AutoMentor: Virtual Mentoring and Assessment in Computer Games for STEM Learning

The AutoMentor project investigates a critical research question about technology-based STEM learning: Can we automate professional mentoring in a STEM learning game?

The project will develop an automated mentoring technology, AutoMentor, within the context of a specific STEM discipline (the study of ecology and the development of systems thinking more broadly) and within the context of a specific STEM computer game for middle school students.

The goal of this project is to develop, through this specific example, the principles and techniques that will make a generalizable system for providing professional STEM mentoring within the context of STEM learning games.

The epistemic game we are using for this project, Urban Science, is a computer-based game in which late elementary, middle, and high school students learn ecological thinking by role-playing as members of an urban planning firm dealing with land use issues in ecologically sensitive areas.

In the game, players interact with non-player-characters in the form of stakeholders in the community and other planners in the firm. These computer-generated characters represent different interest groups with competing agendas, as well as supervisors and other members of the firm who provide professional resources, information about ecological issues, and advice about the planning process.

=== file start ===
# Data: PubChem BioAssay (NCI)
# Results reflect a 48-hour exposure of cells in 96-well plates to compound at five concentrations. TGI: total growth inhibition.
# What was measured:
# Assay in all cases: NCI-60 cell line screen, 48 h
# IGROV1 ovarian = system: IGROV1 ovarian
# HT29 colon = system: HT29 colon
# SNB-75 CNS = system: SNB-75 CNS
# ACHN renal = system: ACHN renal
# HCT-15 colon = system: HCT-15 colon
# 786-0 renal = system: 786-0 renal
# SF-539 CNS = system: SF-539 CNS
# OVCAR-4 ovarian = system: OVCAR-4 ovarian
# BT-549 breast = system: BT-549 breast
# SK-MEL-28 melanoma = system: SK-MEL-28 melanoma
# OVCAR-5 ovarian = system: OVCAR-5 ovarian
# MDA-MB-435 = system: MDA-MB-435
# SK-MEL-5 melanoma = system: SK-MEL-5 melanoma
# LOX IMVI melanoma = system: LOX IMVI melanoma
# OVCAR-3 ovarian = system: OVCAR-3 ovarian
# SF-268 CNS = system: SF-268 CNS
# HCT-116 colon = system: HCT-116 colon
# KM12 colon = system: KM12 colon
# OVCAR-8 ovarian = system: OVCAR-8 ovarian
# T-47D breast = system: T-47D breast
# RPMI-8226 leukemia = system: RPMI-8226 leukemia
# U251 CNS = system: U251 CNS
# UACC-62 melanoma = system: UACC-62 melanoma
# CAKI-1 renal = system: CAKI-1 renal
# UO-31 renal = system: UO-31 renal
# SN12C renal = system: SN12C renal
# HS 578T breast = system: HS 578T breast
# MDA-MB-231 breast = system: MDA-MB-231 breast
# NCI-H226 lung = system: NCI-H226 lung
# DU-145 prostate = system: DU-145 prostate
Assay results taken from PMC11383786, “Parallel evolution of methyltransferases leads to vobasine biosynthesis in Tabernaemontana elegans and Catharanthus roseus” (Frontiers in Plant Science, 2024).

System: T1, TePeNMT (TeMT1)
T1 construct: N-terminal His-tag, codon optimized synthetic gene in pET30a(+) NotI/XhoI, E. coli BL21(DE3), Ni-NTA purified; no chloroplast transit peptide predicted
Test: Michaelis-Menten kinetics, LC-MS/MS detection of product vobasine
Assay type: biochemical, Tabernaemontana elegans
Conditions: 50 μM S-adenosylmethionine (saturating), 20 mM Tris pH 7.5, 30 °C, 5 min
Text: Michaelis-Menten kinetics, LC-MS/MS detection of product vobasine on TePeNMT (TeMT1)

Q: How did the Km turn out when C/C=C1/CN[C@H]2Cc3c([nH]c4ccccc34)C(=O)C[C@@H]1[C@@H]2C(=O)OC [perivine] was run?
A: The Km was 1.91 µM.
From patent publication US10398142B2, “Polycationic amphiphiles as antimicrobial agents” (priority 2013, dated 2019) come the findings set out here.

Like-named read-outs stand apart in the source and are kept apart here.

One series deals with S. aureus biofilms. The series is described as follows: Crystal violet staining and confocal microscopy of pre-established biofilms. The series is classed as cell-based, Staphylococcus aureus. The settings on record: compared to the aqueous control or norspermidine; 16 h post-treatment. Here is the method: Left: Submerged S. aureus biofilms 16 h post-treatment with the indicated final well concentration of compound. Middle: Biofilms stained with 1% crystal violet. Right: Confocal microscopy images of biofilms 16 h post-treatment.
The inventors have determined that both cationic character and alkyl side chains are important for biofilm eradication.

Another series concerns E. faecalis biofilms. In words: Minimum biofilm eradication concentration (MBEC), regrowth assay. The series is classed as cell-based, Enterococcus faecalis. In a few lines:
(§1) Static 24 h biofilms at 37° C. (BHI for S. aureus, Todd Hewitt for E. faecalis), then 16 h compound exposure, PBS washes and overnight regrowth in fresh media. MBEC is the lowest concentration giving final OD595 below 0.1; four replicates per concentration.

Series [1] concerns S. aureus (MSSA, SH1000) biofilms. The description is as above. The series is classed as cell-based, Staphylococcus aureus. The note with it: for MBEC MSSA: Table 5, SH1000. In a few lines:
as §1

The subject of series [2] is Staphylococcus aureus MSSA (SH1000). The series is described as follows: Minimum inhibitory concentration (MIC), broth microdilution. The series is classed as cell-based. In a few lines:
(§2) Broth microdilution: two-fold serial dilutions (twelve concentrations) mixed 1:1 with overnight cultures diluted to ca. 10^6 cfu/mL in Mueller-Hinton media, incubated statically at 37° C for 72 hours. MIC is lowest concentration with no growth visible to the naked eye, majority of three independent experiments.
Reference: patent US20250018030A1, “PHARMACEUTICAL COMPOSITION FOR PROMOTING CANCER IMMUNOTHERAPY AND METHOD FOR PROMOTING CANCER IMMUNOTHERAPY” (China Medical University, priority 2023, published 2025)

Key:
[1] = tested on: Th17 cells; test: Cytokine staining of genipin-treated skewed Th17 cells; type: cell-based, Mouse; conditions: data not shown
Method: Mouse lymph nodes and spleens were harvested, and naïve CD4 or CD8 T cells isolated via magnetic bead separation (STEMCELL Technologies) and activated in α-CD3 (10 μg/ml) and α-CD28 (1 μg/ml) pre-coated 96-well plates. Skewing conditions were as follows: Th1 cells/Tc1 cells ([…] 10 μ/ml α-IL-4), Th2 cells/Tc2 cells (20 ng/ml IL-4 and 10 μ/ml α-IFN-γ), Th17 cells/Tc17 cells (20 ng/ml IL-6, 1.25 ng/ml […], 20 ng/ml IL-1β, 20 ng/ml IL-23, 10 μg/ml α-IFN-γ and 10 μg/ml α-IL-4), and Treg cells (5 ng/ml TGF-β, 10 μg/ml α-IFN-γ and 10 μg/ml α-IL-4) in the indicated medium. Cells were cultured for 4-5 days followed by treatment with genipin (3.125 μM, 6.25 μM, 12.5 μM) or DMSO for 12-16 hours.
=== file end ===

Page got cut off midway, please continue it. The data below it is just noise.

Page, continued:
A key component of the game is that players interact with professional mentors: undergraduate and graduate students playing the role of more senior urban planners in the firm. These mentors help players in the game take action as urban planners to deal with ecological issues in the land use problems they are solving; but even more important, they help players reflect on their actions in the game.

Previous research on Urban Science has shown that (a) the game is effective in developing ecological understanding for students, and (b) the time players spend reflecting with mentors is a key part of that process.


David Shaffer


Completed on August 31, 2015